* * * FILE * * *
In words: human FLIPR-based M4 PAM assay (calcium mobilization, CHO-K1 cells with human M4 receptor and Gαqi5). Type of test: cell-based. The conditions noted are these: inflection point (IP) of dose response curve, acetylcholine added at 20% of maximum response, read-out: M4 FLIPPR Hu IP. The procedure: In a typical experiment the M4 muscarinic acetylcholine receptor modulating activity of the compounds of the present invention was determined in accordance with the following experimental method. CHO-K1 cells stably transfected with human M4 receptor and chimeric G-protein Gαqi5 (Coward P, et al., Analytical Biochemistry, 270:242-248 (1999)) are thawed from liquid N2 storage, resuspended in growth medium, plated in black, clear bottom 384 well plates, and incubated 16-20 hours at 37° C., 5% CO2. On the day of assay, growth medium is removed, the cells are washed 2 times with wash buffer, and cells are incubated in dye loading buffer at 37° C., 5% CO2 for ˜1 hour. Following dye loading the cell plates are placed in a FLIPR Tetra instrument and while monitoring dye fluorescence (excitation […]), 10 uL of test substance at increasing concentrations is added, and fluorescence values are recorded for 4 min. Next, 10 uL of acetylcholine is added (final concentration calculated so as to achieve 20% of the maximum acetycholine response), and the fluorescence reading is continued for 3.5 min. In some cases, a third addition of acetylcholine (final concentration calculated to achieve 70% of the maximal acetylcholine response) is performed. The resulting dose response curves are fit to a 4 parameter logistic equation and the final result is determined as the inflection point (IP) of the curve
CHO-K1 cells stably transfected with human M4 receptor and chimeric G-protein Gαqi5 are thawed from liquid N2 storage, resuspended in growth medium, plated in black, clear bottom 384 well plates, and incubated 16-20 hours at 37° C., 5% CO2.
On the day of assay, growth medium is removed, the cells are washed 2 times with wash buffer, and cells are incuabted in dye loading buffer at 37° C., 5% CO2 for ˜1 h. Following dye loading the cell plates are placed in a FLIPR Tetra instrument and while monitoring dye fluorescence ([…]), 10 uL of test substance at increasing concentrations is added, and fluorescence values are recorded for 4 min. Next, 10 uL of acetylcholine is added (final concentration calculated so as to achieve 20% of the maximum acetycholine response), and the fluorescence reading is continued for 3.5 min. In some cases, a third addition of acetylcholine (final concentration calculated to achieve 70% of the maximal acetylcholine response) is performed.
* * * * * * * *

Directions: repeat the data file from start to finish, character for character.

In words: human FLIPR-based M4 PAM assay (calcium mobilization, CHO-K1 cells with human M4 receptor and Gαqi5). Type of test: cell-based. The conditions noted are these: inflection point (IP) of dose response curve, acetylcholine added at 20% of maximum response, read-out: M4 FLIPPR Hu IP. The procedure: In a typical experiment the M4 muscarinic acetylcholine receptor modulating activity of the compounds of the present invention was determined in accordance with the following experimental method. CHO-K1 cells stably transfected with human M4 receptor and chimeric G-protein Gαqi5 (Coward P, et al., Analytical Biochemistry, 270:242-248 (1999)) are thawed from liquid N2 storage, resuspended in growth medium, plated in black, clear bottom 384 well plates, and incubated 16-20 hours at 37° C., 5% CO2. On the day of assay, growth medium is removed, the cells are washed 2 times with wash buffer, and cells are incubated in dye loading buffer at 37° C., 5% CO2 for ˜1 hour. Following dye loading the cell plates are placed in a FLIPR Tetra instrument and while monitoring dye fluorescence (excitation […]), 10 uL of test substance at increasing concentrations is added, and fluorescence values are recorded for 4 min. Next, 10 uL of acetylcholine is added (final concentration calculated so as to achieve 20% of the maximum acetycholine response), and the fluorescence reading is continued for 3.5 min. In some cases, a third addition of acetylcholine (final concentration calculated to achieve 70% of the maximal acetylcholine response) is performed. The resulting dose response curves are fit to a 4 parameter logistic equation and the final result is determined as the inflection point (IP) of the curve
CHO-K1 cells stably transfected with human M4 receptor and chimeric G-protein Gαqi5 are thawed from liquid N2 storage, resuspended in growth medium, plated in black, clear bottom 384 well plates, and incubated 16-20 hours at 37° C., 5% CO2.
On the day of assay, growth medium is removed, the cells are washed 2 times with wash buffer, and cells are incuabted in dye loading buffer at 37° C., 5% CO2 for ˜1 h. Following dye loading the cell plates are placed in a FLIPR Tetra instrument and while monitoring dye fluorescence ([…]), 10 uL of test substance at increasing concentrations is added, and fluorescence values are recorded for 4 min. Next, 10 uL of acetylcholine is added (final concentration calculated so as to achieve 20% of the maximum acetycholine response), and the fluorescence reading is continued for 3.5 min. In some cases, a third addition of acetylcholine (final concentration calculated to achieve 70% of the maximal acetylcholine response) is performed.